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Secretary of State warns not to move to GA to vote

Georgia Secretary of State Brad Raffensperger responds to a question on the intent of people...
Georgia Secretary of State Brad Raffensperger responds to a question on the intent of people who are believed to have voted twice in primary elections.
Updated: Nov. 16, 2020 at 8:50 AM EST
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ATLANTA, Ga. (WALB) - Secretary of State Brad Raffensperger issued a warning to groups that are helping individuals move to Georgia solely for the purpose of voting in the January Senate runoff elections. Groups that finance or organize such efforts are involved in a conspiracy to commit voter fraud and could be charged under Georgia’s Racketeering Conspiracy laws.

“Make no mistake about it, I will seek to prosecute those who try to undermine our elections to the fullest extent of the law,” said Raffensperger. “The integrity of our elections is paramount. Outside groups who seek to interfere with democracy in Georgia should be forewarned that the consequences will be severe.”

Georgia law is clear about the seriousness of the crime committed by those looking to come to Georgia solely for the purpose of voting in the January 5 Senate runoff elections.

OCGA § 21-2-21(a)(4) requires that registrants be “a resident of this state and of the county or municipality in which he or she seeks to vote.” O.C.G.A. § 21-2-217(a)(1) adds that “the residence of any person shall be held to be in that place in which such person’s habitation is fixed, without any present intention of removing therefrom;” this would include individuals who move to Georgia solely for the sake of casting a ballot in an election with no intention of remaining in the state.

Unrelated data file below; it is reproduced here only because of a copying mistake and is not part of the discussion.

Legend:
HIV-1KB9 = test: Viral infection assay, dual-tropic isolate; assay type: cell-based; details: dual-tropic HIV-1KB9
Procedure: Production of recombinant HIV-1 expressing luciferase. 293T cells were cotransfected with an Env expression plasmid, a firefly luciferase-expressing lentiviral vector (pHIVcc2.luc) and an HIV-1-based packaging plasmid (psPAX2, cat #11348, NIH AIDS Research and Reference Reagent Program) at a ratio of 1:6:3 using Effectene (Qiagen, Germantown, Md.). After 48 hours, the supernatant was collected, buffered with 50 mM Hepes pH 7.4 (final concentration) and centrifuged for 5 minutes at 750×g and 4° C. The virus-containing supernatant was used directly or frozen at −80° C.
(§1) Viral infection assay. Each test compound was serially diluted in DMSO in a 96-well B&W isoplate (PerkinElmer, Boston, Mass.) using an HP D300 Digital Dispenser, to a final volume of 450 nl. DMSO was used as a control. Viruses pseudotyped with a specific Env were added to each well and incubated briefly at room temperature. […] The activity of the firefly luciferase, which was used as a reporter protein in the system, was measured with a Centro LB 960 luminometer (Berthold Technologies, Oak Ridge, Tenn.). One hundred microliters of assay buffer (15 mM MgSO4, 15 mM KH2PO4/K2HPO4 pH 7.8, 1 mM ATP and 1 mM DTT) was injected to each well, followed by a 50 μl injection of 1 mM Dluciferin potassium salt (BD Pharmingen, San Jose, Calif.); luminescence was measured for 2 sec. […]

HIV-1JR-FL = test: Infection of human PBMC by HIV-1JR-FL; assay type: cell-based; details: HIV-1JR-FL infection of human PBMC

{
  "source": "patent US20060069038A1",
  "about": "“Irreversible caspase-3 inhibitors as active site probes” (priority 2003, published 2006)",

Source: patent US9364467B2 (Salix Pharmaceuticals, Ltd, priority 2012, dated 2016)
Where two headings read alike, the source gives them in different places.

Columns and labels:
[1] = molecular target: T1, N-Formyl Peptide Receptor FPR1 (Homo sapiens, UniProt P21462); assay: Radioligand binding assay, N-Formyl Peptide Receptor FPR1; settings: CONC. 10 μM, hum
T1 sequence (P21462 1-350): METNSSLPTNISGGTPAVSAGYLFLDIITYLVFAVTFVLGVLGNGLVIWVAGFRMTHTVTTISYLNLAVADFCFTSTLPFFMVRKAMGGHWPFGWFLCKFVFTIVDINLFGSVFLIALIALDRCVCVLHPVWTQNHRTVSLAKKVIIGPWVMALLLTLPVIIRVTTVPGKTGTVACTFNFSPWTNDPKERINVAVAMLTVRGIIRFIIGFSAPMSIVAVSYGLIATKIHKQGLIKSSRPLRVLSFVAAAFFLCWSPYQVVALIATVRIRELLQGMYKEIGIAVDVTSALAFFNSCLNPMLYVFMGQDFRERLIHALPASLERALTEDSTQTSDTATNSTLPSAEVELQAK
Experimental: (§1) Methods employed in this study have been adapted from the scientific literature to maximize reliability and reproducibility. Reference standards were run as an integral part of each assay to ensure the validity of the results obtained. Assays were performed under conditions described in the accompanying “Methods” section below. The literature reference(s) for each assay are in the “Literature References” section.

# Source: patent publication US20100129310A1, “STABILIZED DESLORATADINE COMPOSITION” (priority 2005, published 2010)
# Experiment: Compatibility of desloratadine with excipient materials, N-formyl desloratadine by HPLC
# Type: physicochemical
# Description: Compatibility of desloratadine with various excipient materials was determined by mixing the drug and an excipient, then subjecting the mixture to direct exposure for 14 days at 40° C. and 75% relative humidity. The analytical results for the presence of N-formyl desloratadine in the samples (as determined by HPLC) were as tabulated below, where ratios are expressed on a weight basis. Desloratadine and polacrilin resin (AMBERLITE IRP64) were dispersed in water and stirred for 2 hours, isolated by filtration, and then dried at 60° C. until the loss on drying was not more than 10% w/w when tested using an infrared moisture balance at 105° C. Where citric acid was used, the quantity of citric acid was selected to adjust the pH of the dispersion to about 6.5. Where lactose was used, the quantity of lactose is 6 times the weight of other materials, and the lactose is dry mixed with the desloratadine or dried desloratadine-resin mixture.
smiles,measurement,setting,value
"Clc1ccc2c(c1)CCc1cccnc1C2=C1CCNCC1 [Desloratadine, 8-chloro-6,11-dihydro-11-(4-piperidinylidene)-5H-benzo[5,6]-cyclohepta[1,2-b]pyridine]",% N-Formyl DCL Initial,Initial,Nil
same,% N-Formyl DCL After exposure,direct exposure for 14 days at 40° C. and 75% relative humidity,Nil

False registration, i.e. someone who registers to vote knowing that they do not possess the qualifications required by law, is a felony and can be punished by between one and ten years in prison, and/or up to a $100,000 fine (O.C.G.A § 21-2-561).

Any individual or group who organizes or finances efforts to bring individuals to Georgia to register falsely as electors may also potentially be charged with felony racketeering under O.C.G.A. § 16-14-3(5)(A)(xxii), which can be punishable by between 5 and 20 years in prison and a fine of up to $25,000 PER COUNT (O.C.G.A. § 16-14-5).

Georgia is recognized as a national leader in elections. It was the first state in the country to implement the trifecta of automatic voter registration, at least 16 days of early voting (which has been called the “gold standard”), and no-excuse absentee voting. Georgia continues to set records for voter turnout and election participation, seeing the largest increase in average turnout of any other state in the 2018 midterm election and record overall, early, in-person, and absentee-by-mail turnout during the November 2020 elections.

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